According to Facebook’s own annotations on the leaked slides, the widely reported result as “30% of teenage girls thought Instagram made them feel worse in their bodies” was based on 150 respondents out of a few thousand Instagram users surveyed. . They only answered the question about Instagram’s role if they had previously reported having body image issues. Thus, the result does not describe a random sample of adolescent girls, or even all the girls in the survey. It is a subset of a subset of a subset.
In another of the Facebook surveys, of over 2,500 teenage Instagram users surveyed in the UK and US, a total of 16 respondents reported suicidal thoughts which they said started with Instagram. Because of the way this data was sliced and diced in Facebook’s internal slides, these 16 people, less than 1% of all respondents, became the ultimate source of stories that reported as 6% of teens in the US and 13% in the UK blamed Instagram. for suicidal thoughts.
Vicious and virtuous circles
Vicky Rideout is an independent researcher who has published over two dozen studies on youth and media use. She says it is “an unnecessary distraction” to compare the confrontation with Facebook to the confrontation against Big Tobacco, as the senators did in these hearings. This is for two reasons: because the evidence is nowhere near as strong, and because social media – unlike cigarettes – can be beneficial as well as harmful.
One of Rideout’s 2021 studies of adolescents, contrary to Facebook’s internal findings, used a nationally representative sample and used a recognized scale to measure depression. In his study, 43% of those surveyed said that using social media generally made them feel like they were better – no worse – when they are depressed, stressed or anxious. Less than half, 17%, said it generally made them feel worse. The others said it didn’t make any difference anyway.
Rideout research suggests there is a small group of severely depressed teens for whom social media has a bigger impact for better and for the worst. She thinks they should be the subject of future research.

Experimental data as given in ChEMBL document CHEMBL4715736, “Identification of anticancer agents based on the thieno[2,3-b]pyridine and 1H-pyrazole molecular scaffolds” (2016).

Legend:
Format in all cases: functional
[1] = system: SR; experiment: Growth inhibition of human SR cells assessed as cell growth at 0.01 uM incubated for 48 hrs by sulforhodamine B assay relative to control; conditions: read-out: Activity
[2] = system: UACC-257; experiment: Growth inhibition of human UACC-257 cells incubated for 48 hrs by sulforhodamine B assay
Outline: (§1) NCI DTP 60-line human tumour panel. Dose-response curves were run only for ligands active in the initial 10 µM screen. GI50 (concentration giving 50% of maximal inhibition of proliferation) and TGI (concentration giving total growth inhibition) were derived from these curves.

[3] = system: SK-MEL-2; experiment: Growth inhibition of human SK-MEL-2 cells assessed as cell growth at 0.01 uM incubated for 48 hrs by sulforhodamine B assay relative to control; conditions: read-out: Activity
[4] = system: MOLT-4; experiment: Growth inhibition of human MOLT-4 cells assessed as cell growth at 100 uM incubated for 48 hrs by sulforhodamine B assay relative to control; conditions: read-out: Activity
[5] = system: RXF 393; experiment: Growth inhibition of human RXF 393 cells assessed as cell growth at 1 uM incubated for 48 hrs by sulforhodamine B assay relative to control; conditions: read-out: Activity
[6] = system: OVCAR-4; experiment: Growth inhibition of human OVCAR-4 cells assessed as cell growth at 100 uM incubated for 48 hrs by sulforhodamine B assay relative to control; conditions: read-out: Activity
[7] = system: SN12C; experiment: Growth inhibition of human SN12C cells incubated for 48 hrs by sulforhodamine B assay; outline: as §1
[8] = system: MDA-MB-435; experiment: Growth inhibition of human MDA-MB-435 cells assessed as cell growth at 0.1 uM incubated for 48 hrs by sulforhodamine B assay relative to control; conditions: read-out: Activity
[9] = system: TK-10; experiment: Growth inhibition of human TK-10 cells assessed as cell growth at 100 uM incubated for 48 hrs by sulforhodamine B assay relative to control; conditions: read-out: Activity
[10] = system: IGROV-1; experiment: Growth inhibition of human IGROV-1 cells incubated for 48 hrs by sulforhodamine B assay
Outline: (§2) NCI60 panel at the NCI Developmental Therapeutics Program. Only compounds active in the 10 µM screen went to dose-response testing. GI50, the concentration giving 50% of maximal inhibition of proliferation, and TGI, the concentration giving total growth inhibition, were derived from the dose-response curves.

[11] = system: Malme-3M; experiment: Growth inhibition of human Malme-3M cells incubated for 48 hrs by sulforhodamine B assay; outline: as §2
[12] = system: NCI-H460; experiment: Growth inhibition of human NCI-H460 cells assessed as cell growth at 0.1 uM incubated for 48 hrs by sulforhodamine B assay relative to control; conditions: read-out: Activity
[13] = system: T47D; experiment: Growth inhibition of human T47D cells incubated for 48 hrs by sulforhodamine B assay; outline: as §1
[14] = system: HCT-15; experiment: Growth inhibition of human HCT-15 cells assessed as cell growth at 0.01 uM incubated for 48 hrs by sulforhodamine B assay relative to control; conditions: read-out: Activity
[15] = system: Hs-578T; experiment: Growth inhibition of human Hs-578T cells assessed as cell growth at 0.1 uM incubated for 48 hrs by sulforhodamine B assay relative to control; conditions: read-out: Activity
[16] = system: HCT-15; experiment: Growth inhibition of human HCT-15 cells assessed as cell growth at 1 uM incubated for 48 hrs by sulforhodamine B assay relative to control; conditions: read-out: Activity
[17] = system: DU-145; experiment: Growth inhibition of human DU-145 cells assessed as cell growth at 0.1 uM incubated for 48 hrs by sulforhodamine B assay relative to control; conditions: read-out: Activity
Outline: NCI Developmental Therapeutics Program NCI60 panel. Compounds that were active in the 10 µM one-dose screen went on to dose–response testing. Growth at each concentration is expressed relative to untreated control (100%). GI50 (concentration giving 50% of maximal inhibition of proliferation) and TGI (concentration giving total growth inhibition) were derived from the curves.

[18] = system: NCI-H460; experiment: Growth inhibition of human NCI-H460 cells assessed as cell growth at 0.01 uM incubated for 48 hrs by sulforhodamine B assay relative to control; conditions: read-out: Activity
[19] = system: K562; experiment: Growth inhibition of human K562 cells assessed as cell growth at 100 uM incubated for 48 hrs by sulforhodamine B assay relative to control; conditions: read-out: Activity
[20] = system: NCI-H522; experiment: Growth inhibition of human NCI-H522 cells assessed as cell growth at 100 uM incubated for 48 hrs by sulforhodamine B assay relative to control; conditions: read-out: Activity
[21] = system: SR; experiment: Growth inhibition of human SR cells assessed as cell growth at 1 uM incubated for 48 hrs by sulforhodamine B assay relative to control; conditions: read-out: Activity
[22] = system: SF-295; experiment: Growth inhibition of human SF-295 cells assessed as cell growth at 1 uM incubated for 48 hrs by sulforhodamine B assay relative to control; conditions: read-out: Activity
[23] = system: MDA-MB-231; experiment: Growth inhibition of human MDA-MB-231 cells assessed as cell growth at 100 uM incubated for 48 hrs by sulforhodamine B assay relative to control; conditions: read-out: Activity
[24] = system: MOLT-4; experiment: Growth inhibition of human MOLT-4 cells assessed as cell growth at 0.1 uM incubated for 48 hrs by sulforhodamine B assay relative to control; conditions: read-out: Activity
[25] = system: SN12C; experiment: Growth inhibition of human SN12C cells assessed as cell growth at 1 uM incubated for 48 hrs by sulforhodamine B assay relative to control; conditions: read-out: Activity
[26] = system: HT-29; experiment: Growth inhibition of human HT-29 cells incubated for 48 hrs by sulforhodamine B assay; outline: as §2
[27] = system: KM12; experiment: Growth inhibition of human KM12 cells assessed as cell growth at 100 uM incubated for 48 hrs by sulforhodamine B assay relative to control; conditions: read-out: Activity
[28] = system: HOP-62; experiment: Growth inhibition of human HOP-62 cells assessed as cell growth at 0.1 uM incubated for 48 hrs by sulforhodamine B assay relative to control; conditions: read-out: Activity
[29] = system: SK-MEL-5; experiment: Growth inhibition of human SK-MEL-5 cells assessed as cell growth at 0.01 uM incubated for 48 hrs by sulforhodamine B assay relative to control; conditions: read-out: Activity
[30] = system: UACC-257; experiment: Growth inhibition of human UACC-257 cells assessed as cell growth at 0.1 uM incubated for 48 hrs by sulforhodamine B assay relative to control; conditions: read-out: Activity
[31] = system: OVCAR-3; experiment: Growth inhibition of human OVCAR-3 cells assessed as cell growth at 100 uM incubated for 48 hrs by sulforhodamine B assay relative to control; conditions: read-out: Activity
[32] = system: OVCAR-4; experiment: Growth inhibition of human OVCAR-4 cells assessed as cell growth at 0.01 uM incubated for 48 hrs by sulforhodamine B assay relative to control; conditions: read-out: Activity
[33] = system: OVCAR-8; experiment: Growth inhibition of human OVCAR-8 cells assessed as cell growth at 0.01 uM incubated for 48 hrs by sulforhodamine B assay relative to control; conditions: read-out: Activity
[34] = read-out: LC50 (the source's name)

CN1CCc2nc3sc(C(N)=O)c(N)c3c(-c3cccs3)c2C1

Rideout and Odgers both say that rather than get stuck in an endless loop of catastrophic scrolling over inconclusive little results, the public conversation on social media and teens needs to move towards solutions. They would like to see companies like Facebook dedicate resources to designing and testing positive interventions.
Some ideas that researchers are currently investigating include: connecting young people with information about well-being or mental health; promote accounts that have been shown to make people feel better about themselves; or encouraging teens to talk to peers who are having a difficult day.
“There are really a lot of teenagers who suffer from depression, and they really use social media a lot, and social media really plays a disproportionate role in their lives,” says Rideout. “If there are concrete steps Instagram or any other social media company can take to uplift the positives and decrease the negatives of their platforms, this is something we should be supporting.”
Editor’s Note: Facebook is one of NPR’s financial backers and since the publication of his book, The Art of Screen Time, Kamenetz’s husband has accepted a job with Facebook. He works in an independent division.